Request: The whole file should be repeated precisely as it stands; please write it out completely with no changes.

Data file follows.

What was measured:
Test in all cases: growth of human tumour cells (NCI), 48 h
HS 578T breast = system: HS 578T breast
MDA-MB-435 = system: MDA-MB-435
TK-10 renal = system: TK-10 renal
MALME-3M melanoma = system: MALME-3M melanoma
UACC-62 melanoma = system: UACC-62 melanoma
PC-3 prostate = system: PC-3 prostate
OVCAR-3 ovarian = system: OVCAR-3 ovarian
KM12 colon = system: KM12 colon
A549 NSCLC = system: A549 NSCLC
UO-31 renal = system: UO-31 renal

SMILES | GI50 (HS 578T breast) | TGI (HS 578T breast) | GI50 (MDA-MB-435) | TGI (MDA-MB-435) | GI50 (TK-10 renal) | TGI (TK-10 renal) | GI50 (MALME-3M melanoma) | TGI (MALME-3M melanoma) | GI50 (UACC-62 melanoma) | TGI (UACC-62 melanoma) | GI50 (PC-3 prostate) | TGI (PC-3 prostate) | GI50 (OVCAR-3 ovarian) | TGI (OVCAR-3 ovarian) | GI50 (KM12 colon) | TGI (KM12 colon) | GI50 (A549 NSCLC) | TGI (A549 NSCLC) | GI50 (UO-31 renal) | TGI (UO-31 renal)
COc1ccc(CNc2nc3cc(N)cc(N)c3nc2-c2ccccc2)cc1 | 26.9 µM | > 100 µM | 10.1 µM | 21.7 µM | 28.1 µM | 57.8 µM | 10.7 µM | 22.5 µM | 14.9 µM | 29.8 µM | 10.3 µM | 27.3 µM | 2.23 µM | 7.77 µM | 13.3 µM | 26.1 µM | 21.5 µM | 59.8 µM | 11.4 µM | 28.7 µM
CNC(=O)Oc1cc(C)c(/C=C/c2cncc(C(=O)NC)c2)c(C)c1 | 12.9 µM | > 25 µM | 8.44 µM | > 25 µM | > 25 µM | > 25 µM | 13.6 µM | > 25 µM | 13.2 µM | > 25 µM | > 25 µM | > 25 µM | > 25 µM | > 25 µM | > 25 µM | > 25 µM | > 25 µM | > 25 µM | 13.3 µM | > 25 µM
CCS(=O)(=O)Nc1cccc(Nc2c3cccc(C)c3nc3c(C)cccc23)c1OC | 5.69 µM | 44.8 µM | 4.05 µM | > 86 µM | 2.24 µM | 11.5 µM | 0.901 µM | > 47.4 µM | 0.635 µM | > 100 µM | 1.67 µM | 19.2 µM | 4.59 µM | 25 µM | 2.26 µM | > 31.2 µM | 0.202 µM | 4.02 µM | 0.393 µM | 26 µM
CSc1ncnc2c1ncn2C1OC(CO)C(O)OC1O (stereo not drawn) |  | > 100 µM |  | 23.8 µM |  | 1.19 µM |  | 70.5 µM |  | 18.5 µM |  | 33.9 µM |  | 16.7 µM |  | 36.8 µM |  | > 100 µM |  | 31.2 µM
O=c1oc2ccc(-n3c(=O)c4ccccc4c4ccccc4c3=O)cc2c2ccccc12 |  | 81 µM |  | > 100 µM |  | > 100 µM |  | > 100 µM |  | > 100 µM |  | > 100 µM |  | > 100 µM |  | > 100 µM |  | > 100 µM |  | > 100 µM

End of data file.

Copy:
What was measured:
Test in all cases: growth of human tumour cells (NCI), 48 h
HS 578T breast = system: HS 578T breast
MDA-MB-435 = system: MDA-MB-435
TK-10 renal = system: TK-10 renal
MALME-3M melanoma = system: MALME-3M melanoma
UACC-62 melanoma = system: UACC-62 melanoma
PC-3 prostate = system: PC-3 prostate
OVCAR-3 ovarian = system: OVCAR-3 ovarian
KM12 colon = system: KM12 colon
A549 NSCLC = system: A549 NSCLC
UO-31 renal = system: UO-31 renal

SMILES | GI50 (HS 578T breast) | TGI (HS 578T breast) | GI50 (MDA-MB-435) | TGI (MDA-MB-435) | GI50 (TK-10 renal) | TGI (TK-10 renal) | GI50 (MALME-3M melanoma) | TGI (MALME-3M melanoma) | GI50 (UACC-62 melanoma) | TGI (UACC-62 melanoma) | GI50 (PC-3 prostate) | TGI (PC-3 prostate) | GI50 (OVCAR-3 ovarian) | TGI (OVCAR-3 ovarian) | GI50 (KM12 colon) | TGI (KM12 colon) | GI50 (A549 NSCLC) | TGI (A549 NSCLC) | GI50 (UO-31 renal) | TGI (UO-31 renal)
COc1ccc(CNc2nc3cc(N)cc(N)c3nc2-c2ccccc2)cc1 | 26.9 µM | > 100 µM | 10.1 µM | 21.7 µM | 28.1 µM | 57.8 µM | 10.7 µM | 22.5 µM | 14.9 µM | 29.8 µM | 10.3 µM | 27.3 µM | 2.23 µM | 7.77 µM | 13.3 µM | 26.1 µM | 21.5 µM | 59.8 µM | 11.4 µM | 28.7 µM
CNC(=O)Oc1cc(C)c(/C=C/c2cncc(C(=O)NC)c2)c(C)c1 | 12.9 µM | > 25 µM | 8.44 µM | > 25 µM | > 25 µM | > 25 µM | 13.6 µM | > 25 µM | 13.2 µM | > 25 µM | > 25 µM | > 25 µM | > 25 µM | > 25 µM | > 25 µM | > 25 µM | > 25 µM | > 25 µM | 13.3 µM | > 25 µM
CCS(=O)(=O)Nc1cccc(Nc2c3cccc(C)c3nc3c(C)cccc23)c1OC | 5.69 µM | 44.8 µM | 4.05 µM | > 86 µM | 2.24 µM | 11.5 µM | 0.901 µM | > 47.4 µM | 0.635 µM | > 100 µM | 1.67 µM | 19.2 µM | 4.59 µM | 25 µM | 2.26 µM | > 31.2 µM | 0.202 µM | 4.02 µM | 0.393 µM | 26 µM
CSc1ncnc2c1ncn2C1OC(CO)C(O)OC1O (stereo not drawn) |  | > 100 µM |  | 23.8 µM |  | 1.19 µM |  | 70.5 µM |  | 18.5 µM |  | 33.9 µM |  | 16.7 µM |  | 36.8 µM |  | > 100 µM |  | 31.2 µM
O=c1oc2ccc(-n3c(=O)c4ccccc4c4ccccc4c3=O)cc2c2ccccc12 |  | 81 µM |  | > 100 µM |  | > 100 µM |  | > 100 µM |  | > 100 µM |  | > 100 µM |  | > 100 µM |  | > 100 µM |  | > 100 µM |  | > 100 µM